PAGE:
The Manhattan district attorney’s office said Neely’s death is under investigation.
Penny’s lawyers have defended him amid the outrage, alleging that Neely had a documented history of violent and erratic behavior as a result of untreated mental illness.
“When Mr. Neely began aggressively threatening Daniel Penny and the other passengers, Daniel, with the help of others, acted to protect themselves, until help arrived,” Penny’s lawyers said in a statement on May 5. “Daniel never intended to harm Mr. Neely and could not have foreseen his untimely death.”
Representatives for Neely’s family responded Monday, saying Penny never tried to help Neely and had no regard for his life at all.
“Daniel Penny’s press release is not an apology nor an expression of regret,” said a statement from Donte Mills and Lennon Edwards, attorneys representing Neely’s family. “It is a character assassination and a clear example of why he believed he was entitled to take Jordan’s life.”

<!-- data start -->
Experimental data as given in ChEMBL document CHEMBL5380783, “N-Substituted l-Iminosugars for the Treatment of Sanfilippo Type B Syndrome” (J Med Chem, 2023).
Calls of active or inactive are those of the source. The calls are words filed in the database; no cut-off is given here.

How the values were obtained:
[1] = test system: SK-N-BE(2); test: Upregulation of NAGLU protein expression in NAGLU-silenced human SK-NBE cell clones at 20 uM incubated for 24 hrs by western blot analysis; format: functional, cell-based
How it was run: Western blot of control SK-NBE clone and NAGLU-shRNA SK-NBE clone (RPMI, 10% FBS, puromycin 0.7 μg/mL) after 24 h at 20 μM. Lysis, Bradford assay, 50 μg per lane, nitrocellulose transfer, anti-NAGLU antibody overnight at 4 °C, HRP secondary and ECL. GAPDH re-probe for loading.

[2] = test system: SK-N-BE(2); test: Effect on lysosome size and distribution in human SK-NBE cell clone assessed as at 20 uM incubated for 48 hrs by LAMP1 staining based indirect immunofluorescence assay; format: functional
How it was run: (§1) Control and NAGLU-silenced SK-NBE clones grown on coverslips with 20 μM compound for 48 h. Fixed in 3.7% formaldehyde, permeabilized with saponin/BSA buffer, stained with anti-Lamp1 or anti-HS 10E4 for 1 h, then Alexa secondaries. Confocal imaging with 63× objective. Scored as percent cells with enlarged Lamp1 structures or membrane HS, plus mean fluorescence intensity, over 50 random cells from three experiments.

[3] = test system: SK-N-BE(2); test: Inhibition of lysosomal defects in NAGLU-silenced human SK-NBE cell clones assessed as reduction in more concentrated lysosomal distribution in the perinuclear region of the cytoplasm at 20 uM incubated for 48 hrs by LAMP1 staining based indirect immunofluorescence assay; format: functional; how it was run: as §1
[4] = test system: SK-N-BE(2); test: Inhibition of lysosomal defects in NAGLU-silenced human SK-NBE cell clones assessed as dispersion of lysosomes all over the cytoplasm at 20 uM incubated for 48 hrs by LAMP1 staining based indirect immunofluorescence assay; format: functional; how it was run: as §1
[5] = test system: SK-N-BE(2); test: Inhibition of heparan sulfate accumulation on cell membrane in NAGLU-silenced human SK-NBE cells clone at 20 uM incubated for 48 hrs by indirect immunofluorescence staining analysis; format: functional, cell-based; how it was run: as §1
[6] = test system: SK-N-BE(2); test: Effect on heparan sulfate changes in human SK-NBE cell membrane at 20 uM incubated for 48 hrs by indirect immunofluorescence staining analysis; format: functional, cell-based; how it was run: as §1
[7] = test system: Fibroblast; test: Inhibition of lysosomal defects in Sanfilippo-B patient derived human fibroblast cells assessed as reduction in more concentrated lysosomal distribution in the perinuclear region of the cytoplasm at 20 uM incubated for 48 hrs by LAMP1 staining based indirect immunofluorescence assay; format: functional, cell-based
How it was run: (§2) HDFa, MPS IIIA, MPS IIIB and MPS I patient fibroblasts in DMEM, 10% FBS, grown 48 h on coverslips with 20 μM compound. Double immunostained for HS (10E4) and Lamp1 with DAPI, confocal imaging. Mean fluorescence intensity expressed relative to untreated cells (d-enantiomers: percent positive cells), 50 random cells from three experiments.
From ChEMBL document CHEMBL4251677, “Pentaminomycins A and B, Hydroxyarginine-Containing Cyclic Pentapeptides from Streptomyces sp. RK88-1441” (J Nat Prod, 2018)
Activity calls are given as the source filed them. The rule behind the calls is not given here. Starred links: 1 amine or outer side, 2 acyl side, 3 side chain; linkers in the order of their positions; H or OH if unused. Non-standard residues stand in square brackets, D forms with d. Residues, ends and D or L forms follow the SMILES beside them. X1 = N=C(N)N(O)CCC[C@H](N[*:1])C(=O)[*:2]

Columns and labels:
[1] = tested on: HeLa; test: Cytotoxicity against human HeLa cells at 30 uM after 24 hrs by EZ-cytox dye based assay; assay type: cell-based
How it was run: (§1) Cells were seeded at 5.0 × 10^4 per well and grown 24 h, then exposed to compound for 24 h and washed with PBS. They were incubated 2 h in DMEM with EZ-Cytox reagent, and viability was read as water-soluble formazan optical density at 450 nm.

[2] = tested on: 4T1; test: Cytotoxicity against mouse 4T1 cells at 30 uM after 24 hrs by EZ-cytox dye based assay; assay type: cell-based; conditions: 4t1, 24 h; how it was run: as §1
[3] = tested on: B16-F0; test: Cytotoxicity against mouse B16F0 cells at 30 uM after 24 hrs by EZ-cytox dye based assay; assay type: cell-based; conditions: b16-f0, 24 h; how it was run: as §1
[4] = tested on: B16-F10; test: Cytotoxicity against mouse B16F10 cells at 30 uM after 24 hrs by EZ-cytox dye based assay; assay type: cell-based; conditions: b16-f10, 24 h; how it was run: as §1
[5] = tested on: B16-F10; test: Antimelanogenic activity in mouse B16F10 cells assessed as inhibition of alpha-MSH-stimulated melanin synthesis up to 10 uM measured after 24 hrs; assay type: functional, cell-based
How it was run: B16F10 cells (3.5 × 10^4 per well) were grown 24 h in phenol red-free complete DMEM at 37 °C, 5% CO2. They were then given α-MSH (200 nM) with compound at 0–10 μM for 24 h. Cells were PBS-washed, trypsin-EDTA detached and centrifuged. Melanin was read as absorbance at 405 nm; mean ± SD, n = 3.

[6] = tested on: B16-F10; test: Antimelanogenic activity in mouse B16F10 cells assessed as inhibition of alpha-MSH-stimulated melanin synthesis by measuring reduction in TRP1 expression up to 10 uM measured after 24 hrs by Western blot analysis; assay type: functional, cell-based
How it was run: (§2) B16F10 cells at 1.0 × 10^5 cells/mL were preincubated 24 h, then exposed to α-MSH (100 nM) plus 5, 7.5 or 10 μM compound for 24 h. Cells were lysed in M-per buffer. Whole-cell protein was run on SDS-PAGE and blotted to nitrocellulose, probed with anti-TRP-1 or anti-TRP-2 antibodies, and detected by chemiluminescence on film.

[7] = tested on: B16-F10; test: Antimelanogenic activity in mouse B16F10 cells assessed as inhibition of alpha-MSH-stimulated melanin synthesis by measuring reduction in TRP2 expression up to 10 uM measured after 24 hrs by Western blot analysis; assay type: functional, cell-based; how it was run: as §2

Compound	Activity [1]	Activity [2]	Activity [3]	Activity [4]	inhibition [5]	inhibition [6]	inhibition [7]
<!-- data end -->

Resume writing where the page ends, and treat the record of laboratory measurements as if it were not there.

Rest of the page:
New York City Mayor Eric Adams and Gov. Kathy Hochul drew criticism for their initial responses to Neely’s death. Hochul weighed in on May 3, saying, “There are consequences for behavior.” She seemed to walk back her statements in a news conference a day later, saying that Neely’s family “deserves justice.”
Adams initially highlighted the right of subway riders to take action in certain situations. His messaging had changed by Wednesday, however, when he called Neely’s death “a tragedy that never should have happened.”
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